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This review first appeared in the March 2014 issue of hi-end hifi magazine of Germany. You can also read this review of Teufel
in its original German version. We publish its English translation in a mutual syndication arrangement with the publishers. As is customary for our own reviews, the writer's signature at review's end shows an e-mail address should you have questions or wish to send feedback. All images contained in this review are the property of fairaudio or Teufel - Ed.

Reviewer: Jochen Reinecke
Sources: 160GB iPod Classic 5 with Pure i-20 dock, Pro-Ject Xpression III w. Ortofon OM 30 Super, Audiolab 8200CDQ, Musical Fidelity M6 DAC
Amplification: Audiolab 8200CDQ and Dynavox TPR-2 preamp, Trends Audio TA-10.2 SE and Yarland FV-34C III integrateds, Abacus Ampollo power amp
Loudspeakers: Neat Momentum 4i, Nubert nuBox 101 w. AW 441 subwoofer, DIY transmission line with F120A widebander
Cables: Goldkabel Profi interconnects, Ortofon SPK 500 and Real Cable OFC 400 speaker cables
Review component retail: €499.99/pr


Berlin loudspeaker and electronics house Teufel really got it going on of late. Never mind the opening of their first grand flagship store in the spring here in Berlin, their catalogue has seen an impressive number of novelties. When fairaudio was offered their multi-room speaker Raumfeld Cube on assignment, I was quite curious. That put it mildly. Joy really was the word. Think of a reviewer getting a care package that’s unpacked in under a minute. To review beefy tower speakers is dandy and all. But when it involves carting heavy crates from the car to the house through melting snow, then up into the living room, unthaw, break in, position, toe in… well, small compact cubes are a nice change o’ pace.

In the carefully organized packaging I found a power cord, 1/4" terminated umbilical, owner’s manual and two cubes working in sado/maso… er, master/slave principle. They aren’t just called cubes, they are cubic – 19.5cm in all three dimensions. The master contains the power supply, amplification, DAC and WLAN receiver, the passive slave makes do with just its coaxial drivers which receive signal via separate mid/bass and treble conductors.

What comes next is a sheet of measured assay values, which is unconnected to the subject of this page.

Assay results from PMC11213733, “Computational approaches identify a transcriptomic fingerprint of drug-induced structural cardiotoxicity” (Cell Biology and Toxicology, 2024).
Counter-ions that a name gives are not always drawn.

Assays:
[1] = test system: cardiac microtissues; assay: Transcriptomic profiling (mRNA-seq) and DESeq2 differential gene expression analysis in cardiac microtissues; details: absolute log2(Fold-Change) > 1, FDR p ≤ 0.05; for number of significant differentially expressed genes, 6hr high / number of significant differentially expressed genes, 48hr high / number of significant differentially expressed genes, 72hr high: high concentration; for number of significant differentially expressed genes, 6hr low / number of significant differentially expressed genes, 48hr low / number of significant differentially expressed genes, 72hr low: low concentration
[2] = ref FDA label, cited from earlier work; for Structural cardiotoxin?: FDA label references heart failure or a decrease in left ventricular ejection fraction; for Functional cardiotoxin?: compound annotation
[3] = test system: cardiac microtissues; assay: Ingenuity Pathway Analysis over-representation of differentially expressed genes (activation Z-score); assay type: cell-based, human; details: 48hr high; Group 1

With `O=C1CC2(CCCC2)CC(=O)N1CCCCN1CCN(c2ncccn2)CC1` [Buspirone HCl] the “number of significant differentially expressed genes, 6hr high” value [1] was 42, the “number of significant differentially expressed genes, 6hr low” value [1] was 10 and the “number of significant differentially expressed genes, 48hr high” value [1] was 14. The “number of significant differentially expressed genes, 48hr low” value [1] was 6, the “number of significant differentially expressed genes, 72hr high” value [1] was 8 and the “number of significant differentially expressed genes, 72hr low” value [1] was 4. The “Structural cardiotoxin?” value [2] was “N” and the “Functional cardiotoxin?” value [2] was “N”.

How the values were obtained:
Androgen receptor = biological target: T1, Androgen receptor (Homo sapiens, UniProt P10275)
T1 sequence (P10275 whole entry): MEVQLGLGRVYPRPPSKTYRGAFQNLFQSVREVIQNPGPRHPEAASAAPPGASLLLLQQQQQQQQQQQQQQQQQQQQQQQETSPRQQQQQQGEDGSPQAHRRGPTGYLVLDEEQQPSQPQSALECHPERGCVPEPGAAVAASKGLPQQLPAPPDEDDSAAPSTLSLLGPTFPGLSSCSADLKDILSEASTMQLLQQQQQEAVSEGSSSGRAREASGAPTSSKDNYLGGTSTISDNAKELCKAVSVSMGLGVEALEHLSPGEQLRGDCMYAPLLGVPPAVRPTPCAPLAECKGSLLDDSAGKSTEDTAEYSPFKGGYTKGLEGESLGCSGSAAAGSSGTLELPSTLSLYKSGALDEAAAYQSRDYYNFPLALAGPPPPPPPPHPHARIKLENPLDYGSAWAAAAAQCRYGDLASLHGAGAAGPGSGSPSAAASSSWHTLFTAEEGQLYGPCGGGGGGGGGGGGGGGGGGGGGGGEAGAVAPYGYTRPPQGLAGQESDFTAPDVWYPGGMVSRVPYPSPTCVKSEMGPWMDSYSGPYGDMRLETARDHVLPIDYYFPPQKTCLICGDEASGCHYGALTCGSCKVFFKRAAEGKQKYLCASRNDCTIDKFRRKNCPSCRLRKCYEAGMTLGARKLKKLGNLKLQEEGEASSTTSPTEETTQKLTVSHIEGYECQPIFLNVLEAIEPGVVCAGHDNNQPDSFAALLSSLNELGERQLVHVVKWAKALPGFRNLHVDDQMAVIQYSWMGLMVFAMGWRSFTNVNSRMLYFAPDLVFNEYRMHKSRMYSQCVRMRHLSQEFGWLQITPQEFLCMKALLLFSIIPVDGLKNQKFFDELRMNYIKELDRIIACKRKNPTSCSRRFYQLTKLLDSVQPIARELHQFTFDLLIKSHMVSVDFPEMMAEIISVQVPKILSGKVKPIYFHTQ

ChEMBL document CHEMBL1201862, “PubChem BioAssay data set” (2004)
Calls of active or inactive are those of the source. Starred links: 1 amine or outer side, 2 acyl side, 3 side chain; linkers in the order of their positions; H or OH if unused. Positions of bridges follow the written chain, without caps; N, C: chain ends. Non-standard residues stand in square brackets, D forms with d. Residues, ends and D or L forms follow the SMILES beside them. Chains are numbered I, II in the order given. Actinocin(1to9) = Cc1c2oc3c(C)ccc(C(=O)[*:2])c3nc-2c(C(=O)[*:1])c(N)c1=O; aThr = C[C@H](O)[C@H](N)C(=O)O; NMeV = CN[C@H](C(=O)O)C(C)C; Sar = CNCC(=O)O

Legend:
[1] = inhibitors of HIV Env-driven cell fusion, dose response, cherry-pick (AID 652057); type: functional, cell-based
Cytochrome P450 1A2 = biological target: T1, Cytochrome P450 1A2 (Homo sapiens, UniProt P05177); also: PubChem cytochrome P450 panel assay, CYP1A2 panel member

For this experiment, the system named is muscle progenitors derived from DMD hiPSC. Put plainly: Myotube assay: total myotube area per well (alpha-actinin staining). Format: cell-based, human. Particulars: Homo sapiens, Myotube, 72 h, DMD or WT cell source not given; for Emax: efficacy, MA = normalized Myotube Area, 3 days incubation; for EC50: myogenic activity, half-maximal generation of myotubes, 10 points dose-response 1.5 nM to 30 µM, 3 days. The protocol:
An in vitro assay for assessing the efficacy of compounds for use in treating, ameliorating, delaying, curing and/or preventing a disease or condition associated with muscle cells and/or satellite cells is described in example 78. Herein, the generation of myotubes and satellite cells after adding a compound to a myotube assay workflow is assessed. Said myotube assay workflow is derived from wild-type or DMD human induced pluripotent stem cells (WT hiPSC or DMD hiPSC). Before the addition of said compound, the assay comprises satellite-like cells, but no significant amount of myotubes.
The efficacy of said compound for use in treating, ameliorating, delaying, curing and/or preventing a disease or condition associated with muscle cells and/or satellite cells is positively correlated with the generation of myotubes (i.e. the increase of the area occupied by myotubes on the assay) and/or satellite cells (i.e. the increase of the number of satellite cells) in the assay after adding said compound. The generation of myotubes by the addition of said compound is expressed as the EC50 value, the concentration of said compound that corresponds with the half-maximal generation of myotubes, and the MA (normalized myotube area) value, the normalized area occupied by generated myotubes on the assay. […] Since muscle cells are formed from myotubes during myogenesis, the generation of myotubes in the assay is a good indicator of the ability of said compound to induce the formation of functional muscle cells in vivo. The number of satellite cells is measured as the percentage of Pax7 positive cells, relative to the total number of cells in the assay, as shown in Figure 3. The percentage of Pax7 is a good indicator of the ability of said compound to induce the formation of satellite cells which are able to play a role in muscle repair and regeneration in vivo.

The master cube’s backside shows a power IEC, a mains switch, the speaker-out 6.3mm jack for the slave, an analog RCA input, a USB port, an RJ45 Ethernet socket, a reset button and a switch for first-time installation. Up front we get a partial grill which surrounds the metal-perf tweeter protector. Behind it sit the coaxially arranged drivers – a glass-fiber mid/woofer of 130mm diameter and a 28mm soft-dome tweeter. Above the drivers are two bass reflex ports in the opposing corners.

Amplification is by class D modules, one per driver. This gives 45w to the mid/woofers, 40w each to the tweeters. Below the drivers is a standby switch and a +/- control for volume. As quick as unpacking was, instant listening pleasure wasn’t on the books even with a CD player feeding the analog input. Before the Raumfeld cubes will make their first squeak, they must be set up over the resident network. Whilst wireless reception is part of the deal, the initial installation requires a wired connection. Just as essential is ownership of a smart phone (Android or iPhone) or equivalent tablet. For the time being, setup and control via a standard browser aren’t possible yet. For those who’ve endeavoured hard to avoid owning any smart phone whatsoever, there’s a solution too. Alternately the Cubes can be set up and controlled via the optional Raumfeld Controller.